Today we are going to explain why cryptocurrency mining is bad for the environment. Elon Musk has become a specialist in putting debates on the table, making the latest one revolve around why cryptocurrencies are bad for the environment. The Tesla founder rejected that his electric cars could be purchased with Bitcoins, because of the increase in fossil fuels for Bitcoin mining and transactions, according to a statement released last month by the company.
This statement strikes directly at cryptocurrency advocates, who argue that their energy expenditure is less than that of central banks issuing traditional paper money. The Cambridge Center for Altenative Finance estimates the power used in Bitcoin mining reached an all-time high with a 141.28 TWh rate.
Why cryptocurrency mining is bad for the environment?
The intensive energy use required by cryptocurrency mining in computer equipment would be reduced by the use of renewable energy, but the geographical distribution of the areas where mining occurs reflects that there are difficulties in sustaining this theory.
China has the most of the miners, and some entrepreneurs in this field such as Zhang Nangeng, CEO of Canaan Inc, have acknowledged that mining using fossil fuel energy hinders the efforts of companies such as his, which advocates the use of renewable energy. Two-thirds of the energy produced in China comes from fossil fuels, which has a notable impact on carbon dioxide emissions.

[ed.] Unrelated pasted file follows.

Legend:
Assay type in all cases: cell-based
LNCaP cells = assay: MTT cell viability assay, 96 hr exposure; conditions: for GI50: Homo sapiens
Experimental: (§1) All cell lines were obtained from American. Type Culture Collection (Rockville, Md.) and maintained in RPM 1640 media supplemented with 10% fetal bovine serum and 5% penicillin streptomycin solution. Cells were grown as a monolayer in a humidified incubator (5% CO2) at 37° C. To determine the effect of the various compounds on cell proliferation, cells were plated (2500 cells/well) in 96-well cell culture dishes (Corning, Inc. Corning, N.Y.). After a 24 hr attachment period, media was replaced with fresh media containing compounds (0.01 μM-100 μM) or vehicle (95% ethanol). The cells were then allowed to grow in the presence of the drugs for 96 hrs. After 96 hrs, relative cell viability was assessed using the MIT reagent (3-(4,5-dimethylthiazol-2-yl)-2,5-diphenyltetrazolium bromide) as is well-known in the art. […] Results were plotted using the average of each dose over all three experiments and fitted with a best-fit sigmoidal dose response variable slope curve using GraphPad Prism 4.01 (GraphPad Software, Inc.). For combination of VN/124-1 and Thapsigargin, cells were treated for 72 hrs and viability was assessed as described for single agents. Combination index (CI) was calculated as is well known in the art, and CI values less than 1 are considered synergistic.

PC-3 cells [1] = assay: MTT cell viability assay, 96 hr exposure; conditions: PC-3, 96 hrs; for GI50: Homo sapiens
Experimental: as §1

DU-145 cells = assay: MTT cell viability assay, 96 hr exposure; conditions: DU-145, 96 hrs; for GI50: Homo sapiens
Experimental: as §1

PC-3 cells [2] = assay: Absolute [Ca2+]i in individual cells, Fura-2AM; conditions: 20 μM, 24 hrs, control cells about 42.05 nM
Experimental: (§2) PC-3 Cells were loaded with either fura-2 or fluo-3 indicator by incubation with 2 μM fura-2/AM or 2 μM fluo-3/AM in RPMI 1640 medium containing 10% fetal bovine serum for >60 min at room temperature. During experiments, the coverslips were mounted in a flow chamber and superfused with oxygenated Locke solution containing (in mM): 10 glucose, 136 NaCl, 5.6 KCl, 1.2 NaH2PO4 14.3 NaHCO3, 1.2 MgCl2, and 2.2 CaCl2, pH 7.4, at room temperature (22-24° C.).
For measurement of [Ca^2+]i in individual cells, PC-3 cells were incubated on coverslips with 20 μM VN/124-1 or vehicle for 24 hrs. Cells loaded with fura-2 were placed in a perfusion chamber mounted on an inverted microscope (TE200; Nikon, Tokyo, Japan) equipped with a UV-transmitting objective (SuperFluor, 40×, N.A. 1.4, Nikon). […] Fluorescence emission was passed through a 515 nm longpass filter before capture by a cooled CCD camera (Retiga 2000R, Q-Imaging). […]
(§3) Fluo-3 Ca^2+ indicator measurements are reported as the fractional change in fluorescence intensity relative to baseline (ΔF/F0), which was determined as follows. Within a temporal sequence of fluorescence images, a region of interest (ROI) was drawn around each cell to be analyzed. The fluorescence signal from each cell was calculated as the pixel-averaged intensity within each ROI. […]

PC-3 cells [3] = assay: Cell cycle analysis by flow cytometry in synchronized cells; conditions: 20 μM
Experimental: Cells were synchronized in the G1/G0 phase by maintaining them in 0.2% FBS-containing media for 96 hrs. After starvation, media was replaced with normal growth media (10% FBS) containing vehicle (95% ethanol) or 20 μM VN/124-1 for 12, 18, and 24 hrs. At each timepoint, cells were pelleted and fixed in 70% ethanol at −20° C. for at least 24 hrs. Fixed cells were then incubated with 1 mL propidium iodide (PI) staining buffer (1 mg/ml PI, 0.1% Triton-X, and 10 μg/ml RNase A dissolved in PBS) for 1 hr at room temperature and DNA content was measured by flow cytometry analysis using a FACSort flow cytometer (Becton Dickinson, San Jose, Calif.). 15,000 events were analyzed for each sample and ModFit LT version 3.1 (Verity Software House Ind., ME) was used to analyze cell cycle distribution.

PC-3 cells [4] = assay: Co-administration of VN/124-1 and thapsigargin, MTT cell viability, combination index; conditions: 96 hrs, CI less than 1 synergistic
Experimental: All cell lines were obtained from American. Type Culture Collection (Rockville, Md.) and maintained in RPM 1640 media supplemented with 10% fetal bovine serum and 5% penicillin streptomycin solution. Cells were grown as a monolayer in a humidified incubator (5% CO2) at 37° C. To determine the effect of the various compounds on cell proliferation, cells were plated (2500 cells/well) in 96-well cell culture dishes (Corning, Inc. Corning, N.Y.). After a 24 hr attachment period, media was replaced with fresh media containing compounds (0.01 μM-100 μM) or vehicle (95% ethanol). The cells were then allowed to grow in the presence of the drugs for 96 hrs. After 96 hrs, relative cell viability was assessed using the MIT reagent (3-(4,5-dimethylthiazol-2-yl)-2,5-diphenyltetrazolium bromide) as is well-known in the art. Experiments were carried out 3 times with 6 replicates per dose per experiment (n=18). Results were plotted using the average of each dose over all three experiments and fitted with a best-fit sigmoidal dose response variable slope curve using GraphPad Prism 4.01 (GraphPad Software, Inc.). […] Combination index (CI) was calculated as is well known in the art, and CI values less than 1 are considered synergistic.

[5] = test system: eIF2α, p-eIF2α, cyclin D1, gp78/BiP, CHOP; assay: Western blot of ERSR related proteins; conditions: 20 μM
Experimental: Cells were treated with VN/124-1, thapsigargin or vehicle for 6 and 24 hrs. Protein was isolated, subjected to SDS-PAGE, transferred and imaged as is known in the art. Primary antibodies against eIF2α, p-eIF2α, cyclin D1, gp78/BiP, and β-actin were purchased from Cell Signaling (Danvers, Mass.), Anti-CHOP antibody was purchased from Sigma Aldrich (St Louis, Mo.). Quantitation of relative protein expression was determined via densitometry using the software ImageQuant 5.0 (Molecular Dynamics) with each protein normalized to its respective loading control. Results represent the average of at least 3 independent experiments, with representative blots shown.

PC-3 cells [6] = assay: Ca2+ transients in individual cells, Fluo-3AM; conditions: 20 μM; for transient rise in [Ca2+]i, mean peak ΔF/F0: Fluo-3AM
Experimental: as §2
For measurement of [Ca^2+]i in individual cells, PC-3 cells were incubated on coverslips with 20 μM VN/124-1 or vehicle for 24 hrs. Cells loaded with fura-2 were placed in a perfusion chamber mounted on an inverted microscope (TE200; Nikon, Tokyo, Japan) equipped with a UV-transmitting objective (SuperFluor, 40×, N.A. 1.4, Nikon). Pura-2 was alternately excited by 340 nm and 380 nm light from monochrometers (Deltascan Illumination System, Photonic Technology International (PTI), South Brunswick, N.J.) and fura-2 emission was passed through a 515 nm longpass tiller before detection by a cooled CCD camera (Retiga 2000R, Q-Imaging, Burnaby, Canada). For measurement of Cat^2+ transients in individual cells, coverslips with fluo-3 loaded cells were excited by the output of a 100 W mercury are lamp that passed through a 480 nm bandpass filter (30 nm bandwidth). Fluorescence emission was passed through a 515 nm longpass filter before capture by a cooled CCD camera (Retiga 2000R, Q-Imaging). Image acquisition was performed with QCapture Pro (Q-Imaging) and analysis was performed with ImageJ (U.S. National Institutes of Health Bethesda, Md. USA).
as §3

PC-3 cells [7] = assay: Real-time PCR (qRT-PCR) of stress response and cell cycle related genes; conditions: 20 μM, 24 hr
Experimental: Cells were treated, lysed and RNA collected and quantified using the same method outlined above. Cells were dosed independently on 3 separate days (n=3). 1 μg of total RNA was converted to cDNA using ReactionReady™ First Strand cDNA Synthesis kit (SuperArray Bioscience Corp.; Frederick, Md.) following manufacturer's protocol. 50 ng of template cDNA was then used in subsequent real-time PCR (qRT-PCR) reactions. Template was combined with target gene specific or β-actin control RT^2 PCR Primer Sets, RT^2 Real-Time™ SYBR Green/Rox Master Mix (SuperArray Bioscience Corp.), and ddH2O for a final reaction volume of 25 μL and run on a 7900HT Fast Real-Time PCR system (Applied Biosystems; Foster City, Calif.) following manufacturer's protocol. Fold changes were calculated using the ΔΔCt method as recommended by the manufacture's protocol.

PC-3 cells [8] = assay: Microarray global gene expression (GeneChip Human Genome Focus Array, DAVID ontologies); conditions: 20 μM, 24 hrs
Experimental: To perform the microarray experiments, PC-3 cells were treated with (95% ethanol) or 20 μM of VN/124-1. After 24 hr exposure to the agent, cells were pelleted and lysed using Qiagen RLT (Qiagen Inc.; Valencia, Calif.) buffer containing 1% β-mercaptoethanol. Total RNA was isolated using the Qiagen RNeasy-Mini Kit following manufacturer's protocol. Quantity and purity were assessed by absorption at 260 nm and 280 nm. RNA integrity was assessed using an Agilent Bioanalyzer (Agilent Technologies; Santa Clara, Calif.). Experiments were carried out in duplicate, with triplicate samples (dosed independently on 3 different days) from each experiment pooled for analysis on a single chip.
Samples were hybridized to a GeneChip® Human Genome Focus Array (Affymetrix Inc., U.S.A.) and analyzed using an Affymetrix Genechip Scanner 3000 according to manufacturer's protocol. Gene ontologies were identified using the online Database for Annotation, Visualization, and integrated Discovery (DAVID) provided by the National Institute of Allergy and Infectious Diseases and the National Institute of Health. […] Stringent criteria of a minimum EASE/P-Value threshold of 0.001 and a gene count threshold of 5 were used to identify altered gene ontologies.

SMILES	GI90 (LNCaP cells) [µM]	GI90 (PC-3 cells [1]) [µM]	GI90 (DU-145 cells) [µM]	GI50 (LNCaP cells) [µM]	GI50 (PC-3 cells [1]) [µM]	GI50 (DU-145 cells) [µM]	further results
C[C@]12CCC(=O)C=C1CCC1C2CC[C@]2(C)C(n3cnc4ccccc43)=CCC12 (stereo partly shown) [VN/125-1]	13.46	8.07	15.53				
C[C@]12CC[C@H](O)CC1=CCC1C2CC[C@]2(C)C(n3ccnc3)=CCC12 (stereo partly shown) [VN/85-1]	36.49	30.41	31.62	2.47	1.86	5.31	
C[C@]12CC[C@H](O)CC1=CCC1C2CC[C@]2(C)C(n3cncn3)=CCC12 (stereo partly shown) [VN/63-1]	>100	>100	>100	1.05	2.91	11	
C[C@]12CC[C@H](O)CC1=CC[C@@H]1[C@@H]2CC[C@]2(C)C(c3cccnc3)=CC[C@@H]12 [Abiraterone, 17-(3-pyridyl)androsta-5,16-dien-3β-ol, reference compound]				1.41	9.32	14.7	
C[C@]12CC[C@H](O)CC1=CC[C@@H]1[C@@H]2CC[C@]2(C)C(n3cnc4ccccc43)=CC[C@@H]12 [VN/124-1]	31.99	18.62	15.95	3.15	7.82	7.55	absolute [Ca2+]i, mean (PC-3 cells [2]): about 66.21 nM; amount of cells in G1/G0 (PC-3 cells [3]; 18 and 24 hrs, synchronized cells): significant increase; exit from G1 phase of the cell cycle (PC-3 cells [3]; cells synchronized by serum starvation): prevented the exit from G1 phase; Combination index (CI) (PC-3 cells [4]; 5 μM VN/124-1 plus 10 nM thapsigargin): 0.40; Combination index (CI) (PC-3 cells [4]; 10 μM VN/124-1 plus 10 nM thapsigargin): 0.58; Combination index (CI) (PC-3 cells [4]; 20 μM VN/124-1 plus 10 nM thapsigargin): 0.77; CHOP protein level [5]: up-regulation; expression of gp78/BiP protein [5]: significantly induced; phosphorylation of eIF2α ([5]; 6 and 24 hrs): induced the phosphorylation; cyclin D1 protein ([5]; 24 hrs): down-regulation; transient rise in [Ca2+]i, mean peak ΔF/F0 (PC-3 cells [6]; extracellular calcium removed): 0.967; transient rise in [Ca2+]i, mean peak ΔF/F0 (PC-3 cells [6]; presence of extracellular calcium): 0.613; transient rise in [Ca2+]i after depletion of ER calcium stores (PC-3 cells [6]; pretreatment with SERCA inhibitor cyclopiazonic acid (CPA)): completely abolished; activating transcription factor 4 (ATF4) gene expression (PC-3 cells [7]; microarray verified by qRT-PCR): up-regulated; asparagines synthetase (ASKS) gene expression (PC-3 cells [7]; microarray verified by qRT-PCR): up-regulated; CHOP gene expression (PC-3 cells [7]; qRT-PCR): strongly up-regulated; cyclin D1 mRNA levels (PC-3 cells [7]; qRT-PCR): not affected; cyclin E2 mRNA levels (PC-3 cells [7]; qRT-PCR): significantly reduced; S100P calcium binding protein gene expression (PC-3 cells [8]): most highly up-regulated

The rise in the price of Bitcoin seen in the first half of the year has inevitably attracted new investors. This increased interest in the cryptocurrency market, so the increase in electricity consumption was hardly avoidable.
Musk’s announcement about the rejection of Bitcoin again demonstrated the volatility of this market, leading this cryptocurrency to drop in price.
Countries that have made a firm commitment to renewable energy, such as Iceland and Norway, allow cryptocurrency mining to be much more sustainable and environmentally friendly. The University of Cambridge points out that the use of electricity from renewable energies is increasing, accounting for 39% of total mining on the planet and with an upward trend.
However, despite this promising data, the Nordic countries have a long way to go to become the area where most cryptocurrency mining takes place. As can be seen in the graph from Cambridge University, miners are still overwhelmingly located in China, and even in China, the mobility of miners varies depending on where the cheapest electricity prices are set, not always from clean sources.
With most countries concerned with reducing their carbon emissions in the medium and long term, the roadmap for the various cryptocurrencies must include a more environmentally friendly conversion.